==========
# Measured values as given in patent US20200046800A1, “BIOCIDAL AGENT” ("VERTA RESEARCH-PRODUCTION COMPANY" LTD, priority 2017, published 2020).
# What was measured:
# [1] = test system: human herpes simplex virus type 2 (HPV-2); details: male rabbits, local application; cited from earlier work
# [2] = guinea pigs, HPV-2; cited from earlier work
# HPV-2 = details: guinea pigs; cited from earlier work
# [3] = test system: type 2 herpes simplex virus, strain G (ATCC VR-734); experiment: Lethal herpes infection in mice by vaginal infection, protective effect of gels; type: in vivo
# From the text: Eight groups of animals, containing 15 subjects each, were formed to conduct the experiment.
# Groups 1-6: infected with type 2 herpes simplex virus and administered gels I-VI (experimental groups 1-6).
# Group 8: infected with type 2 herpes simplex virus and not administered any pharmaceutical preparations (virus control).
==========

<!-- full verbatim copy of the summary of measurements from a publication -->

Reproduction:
# Measured values as given in patent US20200046800A1, “BIOCIDAL AGENT” ("VERTA RESEARCH-PRODUCTION COMPANY" LTD, priority 2017, published 2020).
# What was measured:
# [1] = test system: human herpes simplex virus type 2 (HPV-2); details: male rabbits, local application; cited from earlier work
# [2] = guinea pigs, HPV-2; cited from earlier work
# HPV-2 = details: guinea pigs; cited from earlier work
# [3] = test system: type 2 herpes simplex virus, strain G (ATCC VR-734); experiment: Lethal herpes infection in mice by vaginal infection, protective effect of gels; type: in vivo
# From the text: Eight groups of animals, containing 15 subjects each, were formed to conduct the experiment.
# Groups 1-6: infected with type 2 herpes simplex virus and administered gels I-VI (experimental groups 1-6).
# Group 8: infected with type 2 herpes simplex virus and not administered any pharmaceutical preparations (virus control).